Bitcoin and the Monetization of Code
On January 3, 2009 a mysterious person or group named Satoshi Nakomoto released a computer program on the internet. It’s operation is simple: a peer-to-peer network. Except instead of trading music (like Napster) or files sharing (like BitTorent), the network trades virtual coins. That’s right, imaginary coins, half-cousin of the economic widget. Bitcoin is a completely peer-to-peer digital currency valued as of May 2013 at $1-2 billion. It has zero corporate, public, or government oversight. To its supporters, it is a currency—yet there is much controversy. What backs this “currency”? Whereas the dollar bill states “In God We Trust,” the first commandment of Bitcoin is “Trust No One.” A confrontation is inevitable; Bitcoin is neither currently taxed, nor is it considered legal tender. What we are possibly witnessing with the onset of digital currency is the separation of money and state. The thesis proceeds in two parts. First, it examines the (limited) scholarship and (anecdotal) press surrounding Bitcoin. The thesis speculates that Bitcoin is a new form of money, and creates a new monetary spectrum comprising barter-fiat money-digital money. The second part investigates fiat money in the Middle Ages. It begins with a lengthy narrative of Michel Foucault’s scholarship, which is instrumental in two ways. One is in defining Bitcoin, which is a matter of controversy, but can still be described under Foucault’s notion of power. Secondly, Foucault provides an account of how mercantilism emerged from Christianity. Examining the beginnings of fiat money may yield timely lessons for what we can expect of digital currency in its infancy. Lynne White Jr’s Medieval Technologies and Social Change will provide more context. Integrated into this narrative will be an etymology of money, particularly 1200-1300AD. Finally Jacques Derrida’s “What is Ideology” documents how money emerged out of the ‘misty realm of religion’.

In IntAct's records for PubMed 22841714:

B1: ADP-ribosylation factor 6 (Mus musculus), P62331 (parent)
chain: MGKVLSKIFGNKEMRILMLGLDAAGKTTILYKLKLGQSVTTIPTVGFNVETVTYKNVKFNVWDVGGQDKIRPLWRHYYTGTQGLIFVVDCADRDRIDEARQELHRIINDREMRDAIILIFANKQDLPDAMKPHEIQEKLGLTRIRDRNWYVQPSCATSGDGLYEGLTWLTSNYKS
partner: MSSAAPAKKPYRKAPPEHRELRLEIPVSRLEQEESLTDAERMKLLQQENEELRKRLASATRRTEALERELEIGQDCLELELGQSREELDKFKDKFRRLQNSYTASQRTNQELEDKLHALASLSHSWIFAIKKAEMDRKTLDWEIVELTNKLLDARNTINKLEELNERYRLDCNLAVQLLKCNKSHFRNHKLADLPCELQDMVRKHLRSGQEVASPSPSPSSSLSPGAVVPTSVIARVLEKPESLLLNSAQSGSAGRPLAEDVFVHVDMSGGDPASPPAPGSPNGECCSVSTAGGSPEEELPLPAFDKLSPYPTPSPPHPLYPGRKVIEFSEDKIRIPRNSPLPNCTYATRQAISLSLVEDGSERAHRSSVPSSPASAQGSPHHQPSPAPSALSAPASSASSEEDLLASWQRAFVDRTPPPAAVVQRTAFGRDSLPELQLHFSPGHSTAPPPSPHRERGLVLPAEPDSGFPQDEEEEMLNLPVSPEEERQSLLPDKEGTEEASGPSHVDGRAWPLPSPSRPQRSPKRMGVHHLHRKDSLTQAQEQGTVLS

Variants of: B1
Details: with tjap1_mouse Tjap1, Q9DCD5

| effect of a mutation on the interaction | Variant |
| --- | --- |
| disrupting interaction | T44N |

In order to understand this development, I engage the following major texts, ostensibly disparate, that allow us to understand this transformation in both the concept of money and information:
Michel Foucault’s Security, Territory, Population
Georg Simmel’s Philosophy of Money
F.A. Hayek’s The Denationalization of Money
Jacques Derrida’s What is Ideology?
Pierre Klossowski’s Living Currency
Selections from Marxs’ Grundrisse
Albert Camus’ The Stranger
What these texts reveal is that money is not simply an economic or mathematical phenomenon; money is a belief system, and borrows much from organized religion. Money is Janus-faced; it unites us together, but also estranges us. The thesis speculates about a future where the digital commons obscures the face-to-face quality of exchange. Will there be good Samaritans, or only Digitialluminati?